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Court’s gift for Raymond patriarch on his 80th birthday Singhania’s tell-all, that son didn’t want published, cleared

October 05, 2018 06:31 AM


Court’s gift for Raymond patriarch on his 80th birthday
Singhania’s tell-all, that son didn’t want published, cleared
In a suit filed on September 25, Gautam Singhania had sought to stop his father from working on the book alleging that its contents were “defamatory to him”
| Sharmeen.Hakim and Sunil Baghel

The City Civil Court on Thursday rejected an application by Raymond Group chairman Gautam Singhania seeking an injunction against a book his estranged father Dr Vijaypat Singhania is writing.

The go-ahead for the book – tentatively titled ‘The Incomplete Man’ an obvious reference to the company’s tagline ‘The Complete Man’ – came on Vijaypat’s 80th birthday.

In a suit filed on September 25, Gautam had sought to stop his father and the publishers, Penguin Random House India, from working on the book alleging that its contents were “defamatory to him as well as his family”.

The father and son have been engaged in a bitter legal battle over a duplex apartment in the 36-storey redeveloped JK House at Nepean Sea Road. In a petition filed in the Bombay High Court, Vijaypat had alleged that Gautam is denying what was promised to him when the building went into redevelopment, forcing the patriarch to live in a rented accommodation.

In an interview to this newspaper, Vijaypat had bemoaned being blinded by the love for his son when he passed on everything that he had to Gautam – close to Rs 1000 crore worth of shares in the holding company in February 2015.

Gautam maintains that he harbours no bitterness for his father and that the JK House apartment can’t be handed over to Vijaypat because the company’s shareholders have not approved the transfer. “It appears certain vested interest, who may be seeking a substantial financial gain from him, are preventing him from doing what is right. But he is my father and it pains me to see what he is going through,” Gautam had said in August last year. The issue is now being adjudicated by a panel of arbitrators.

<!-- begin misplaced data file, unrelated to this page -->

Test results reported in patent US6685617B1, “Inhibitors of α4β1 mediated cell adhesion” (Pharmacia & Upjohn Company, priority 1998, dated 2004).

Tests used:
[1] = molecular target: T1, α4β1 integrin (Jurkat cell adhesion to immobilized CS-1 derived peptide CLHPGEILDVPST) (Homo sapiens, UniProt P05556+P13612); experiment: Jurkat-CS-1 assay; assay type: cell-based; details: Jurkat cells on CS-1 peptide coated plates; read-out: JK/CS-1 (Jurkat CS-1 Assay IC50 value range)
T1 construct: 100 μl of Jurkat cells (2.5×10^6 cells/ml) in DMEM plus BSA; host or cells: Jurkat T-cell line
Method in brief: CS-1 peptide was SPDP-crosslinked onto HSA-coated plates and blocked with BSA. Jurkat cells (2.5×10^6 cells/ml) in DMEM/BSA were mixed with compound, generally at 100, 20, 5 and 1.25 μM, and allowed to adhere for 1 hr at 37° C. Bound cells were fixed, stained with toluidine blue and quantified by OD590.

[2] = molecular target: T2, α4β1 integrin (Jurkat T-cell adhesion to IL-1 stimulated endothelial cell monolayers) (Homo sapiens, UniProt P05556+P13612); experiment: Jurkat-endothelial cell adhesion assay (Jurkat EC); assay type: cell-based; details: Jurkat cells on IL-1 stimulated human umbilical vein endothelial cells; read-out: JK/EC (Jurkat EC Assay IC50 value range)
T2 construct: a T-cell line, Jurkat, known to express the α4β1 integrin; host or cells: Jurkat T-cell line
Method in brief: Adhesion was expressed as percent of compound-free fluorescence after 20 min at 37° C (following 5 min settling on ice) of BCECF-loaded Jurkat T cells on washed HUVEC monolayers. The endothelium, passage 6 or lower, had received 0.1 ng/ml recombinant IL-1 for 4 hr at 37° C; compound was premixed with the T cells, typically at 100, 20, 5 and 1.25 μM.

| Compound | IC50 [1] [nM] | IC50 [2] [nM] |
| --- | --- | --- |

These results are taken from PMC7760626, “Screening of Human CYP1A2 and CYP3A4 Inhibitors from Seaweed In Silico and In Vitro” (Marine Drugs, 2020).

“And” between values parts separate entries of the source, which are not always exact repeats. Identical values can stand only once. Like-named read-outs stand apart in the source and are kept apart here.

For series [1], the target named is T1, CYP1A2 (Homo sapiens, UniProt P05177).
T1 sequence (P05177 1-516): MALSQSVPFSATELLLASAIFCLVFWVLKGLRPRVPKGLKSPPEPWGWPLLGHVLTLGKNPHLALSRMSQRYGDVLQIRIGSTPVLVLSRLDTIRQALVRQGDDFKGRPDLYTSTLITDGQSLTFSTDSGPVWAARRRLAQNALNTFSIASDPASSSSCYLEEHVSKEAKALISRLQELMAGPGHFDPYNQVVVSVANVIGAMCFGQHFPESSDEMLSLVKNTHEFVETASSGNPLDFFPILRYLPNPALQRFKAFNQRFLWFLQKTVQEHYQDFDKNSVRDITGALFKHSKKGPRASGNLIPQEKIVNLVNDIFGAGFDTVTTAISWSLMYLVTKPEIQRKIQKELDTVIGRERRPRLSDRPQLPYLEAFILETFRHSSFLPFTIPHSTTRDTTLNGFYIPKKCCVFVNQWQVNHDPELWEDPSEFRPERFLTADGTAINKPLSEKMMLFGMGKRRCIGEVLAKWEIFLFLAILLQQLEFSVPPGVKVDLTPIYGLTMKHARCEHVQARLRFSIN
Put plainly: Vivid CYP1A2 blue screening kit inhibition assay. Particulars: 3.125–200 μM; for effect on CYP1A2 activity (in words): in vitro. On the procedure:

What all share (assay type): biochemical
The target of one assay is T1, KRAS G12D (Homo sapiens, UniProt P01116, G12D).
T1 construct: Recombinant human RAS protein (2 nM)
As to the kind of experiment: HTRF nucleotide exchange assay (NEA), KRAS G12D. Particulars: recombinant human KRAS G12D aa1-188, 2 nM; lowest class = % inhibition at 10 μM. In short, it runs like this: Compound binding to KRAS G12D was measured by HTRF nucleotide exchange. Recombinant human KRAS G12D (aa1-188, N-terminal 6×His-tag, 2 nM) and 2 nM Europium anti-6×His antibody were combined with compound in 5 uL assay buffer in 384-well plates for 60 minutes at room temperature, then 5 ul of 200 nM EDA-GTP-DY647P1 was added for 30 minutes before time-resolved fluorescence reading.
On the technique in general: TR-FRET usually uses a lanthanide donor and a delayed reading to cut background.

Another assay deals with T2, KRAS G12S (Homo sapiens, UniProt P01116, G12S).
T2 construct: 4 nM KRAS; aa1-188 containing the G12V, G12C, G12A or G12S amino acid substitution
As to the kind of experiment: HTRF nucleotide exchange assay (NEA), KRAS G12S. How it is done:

Gautam’s application in the City Civil Court thrown out on Thursday had alleged that Vijaypat has shared the contents of his book with “some employees, ex-employees as well as associates and colleagues of Gautam” and that some of it was defamatory.

However, the publishers and Vijaypat’s lawyers –Upendra Mahadik, Abhijit Deshmukh and Nitin Thakkar -- argued that Gautam’s side had not been able to show what content exactly was defamatory. They also said that the book was “still in process,” and therefore, Gautam’s case was premature. The publishers informed the court that the book was not a biography, but an autobiography – meaning that the octogenarian himself was writing it.

Gautam’s suit said that he was dissatisfied with the reply received to his legal notices from the publisher’s side and that his demand to go through the manuscript of the book was not met with. Notices and replies were exchanged between the parties on August 14, August 30 and September 4. Gautam’s lawyer – Bharat Chaudhari – also cited the nine-judge bench Supreme Court judgement on right to privacy from earlier this year before the court.

The publishers on their part cited a Delhi High Court judgement from 2001 in a case between late author Khushwant Singh and Maneka Gandhi. In that case the court had denied “prepublication” injunction, upholding right to publish and freedom of press and observed had that the right cannot be violated by an individual or the State, except for using the Constitution’s Article 19 (2) to impose “reasonable restrictions.”

The court, accepting these arguments, observed that the family members were involved in a “public fight” and no action for defamation had been taken so far on that. “This court can take judicial notice of that fact that since the last three years, the plaintiff (Gautam) and the defendant no. 4 (Vijaypat) have made allegations each other in public domain such as newspapers and social media. Thus, the controversy in question drew wide publicity. No grievance was made by the plaintiff at that stage of time. Hence the plaintiff cannot be heard to say that there will be a defamatory statement in the proposed book when he has not taken any action in the last three years against def. no. 4,” the court observed, while rejecting Gautam’s application

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